He refused to accept any money. "But I'm not a Mexican citizen" I said. He shook his head and replied, "This is a service of the Government." Wow. Real socialized medicine in action. How wonderful for him to be practicing where he doesn't have to fill out any forms, put information into some distant computer database, or go through all the other bureaucratic crap that Americans have to go through. I thanked him profusely and went back to the room to take one each of those medications as quickly as I could!

Our rustic hotel with kerosene lamps.
In the area around the little hotel there is no electricity, all light comes from kerosene lanterns. It's high in elevation so the nights can range from chilly to freezing. Each room had a bathroom with hot running water, kerosene lamps, and a pot-bellied stove for heat. At the end of the row of rooms was a large dining room with a huge fireplace at one end. We had 'happy hour' with wine margaritas and plenty of beer, followed by dinner with many local dishes, well prepared by our Tarahumara hostesses in their colorful dresses. Back in the rooms, someone had lit the fires and each one was warm and redolent with the smell of kerosene.

A family headed home with food for a week!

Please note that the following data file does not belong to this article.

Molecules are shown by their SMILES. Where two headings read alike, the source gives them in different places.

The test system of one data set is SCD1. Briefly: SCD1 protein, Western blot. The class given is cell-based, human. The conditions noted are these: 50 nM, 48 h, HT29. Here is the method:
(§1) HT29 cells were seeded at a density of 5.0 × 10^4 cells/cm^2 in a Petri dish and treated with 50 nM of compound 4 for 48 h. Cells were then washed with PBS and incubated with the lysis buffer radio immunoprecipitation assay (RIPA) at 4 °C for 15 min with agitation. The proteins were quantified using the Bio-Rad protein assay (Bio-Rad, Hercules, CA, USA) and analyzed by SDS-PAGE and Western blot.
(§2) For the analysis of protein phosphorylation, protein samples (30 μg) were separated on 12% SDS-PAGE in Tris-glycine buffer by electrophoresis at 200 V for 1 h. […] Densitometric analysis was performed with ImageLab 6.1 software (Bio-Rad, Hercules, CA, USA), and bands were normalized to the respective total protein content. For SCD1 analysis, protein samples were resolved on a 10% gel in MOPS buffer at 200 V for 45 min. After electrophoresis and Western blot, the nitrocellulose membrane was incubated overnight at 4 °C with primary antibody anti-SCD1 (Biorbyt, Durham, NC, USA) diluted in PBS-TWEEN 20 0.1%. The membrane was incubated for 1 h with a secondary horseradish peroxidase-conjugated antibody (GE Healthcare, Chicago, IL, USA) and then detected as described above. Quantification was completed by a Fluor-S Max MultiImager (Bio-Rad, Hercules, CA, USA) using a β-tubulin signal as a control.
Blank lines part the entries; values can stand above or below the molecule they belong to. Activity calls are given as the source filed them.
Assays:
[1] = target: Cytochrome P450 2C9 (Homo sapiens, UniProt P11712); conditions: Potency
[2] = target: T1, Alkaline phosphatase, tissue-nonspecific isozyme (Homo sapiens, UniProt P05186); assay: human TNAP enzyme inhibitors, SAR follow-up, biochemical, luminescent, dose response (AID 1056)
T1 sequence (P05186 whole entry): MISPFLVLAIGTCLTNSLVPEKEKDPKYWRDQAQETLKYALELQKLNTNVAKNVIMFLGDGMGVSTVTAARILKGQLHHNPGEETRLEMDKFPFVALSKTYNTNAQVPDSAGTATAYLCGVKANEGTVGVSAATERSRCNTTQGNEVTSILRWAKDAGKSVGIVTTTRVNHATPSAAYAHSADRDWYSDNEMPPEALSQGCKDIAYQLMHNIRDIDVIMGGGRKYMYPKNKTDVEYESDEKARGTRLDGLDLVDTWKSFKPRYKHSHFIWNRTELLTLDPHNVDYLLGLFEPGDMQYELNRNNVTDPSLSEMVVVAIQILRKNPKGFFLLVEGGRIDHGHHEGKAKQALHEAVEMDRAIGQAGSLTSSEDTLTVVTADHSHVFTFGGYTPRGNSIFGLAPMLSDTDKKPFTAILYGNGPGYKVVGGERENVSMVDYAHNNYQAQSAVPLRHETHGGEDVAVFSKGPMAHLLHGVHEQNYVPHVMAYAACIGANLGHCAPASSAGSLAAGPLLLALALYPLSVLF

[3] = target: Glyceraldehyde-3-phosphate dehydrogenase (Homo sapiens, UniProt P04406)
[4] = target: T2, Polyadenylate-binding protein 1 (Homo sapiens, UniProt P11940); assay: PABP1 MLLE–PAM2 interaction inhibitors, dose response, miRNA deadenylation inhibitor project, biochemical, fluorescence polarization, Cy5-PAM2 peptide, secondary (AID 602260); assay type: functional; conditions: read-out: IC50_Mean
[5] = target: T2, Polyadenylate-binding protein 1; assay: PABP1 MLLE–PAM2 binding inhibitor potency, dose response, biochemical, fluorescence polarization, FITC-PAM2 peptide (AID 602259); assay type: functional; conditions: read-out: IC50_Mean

Valley of the Monks

A regular Monastery!


  1. Copper Canyon generally refers to three geographical areas consisting of various canyons. However, Copper Canyon is a specific copper mine in the area known as the Copper Canyon, near the village of Tejaban. This great area today consists of mountains, valleys, lakes, rivers and canyons known as Barrancas del Cobre or The Copper Canyon.

    Topographically the Copper Canyon starts at Humira Bridge, and continues to Tejaban, Divisadero and ends above the mining town of Urique.

    The mountain covers approximately 2,500 square miles.

    The major canyons within this system are:

    Canyon Oteros with 3.225 feet deep
    Batopilas Canyon to 5.904 feet deep
    Canyon Tararecua with 4.674 feet deep
    Copper Canyon with 5.770 feet deep
    Canyon Sonforosa with 5.904 feet deep
    Urique Canyon with 6.136 feet deep

    The Copper Canyon is usually compared with the Gran Canyon, which covers an area four times smaller and is less deep than Coper Canyon.

    1. Thank you for the added information. I had been told that no copper was mined in the Copper Canyon System, so it's good to know that's not true.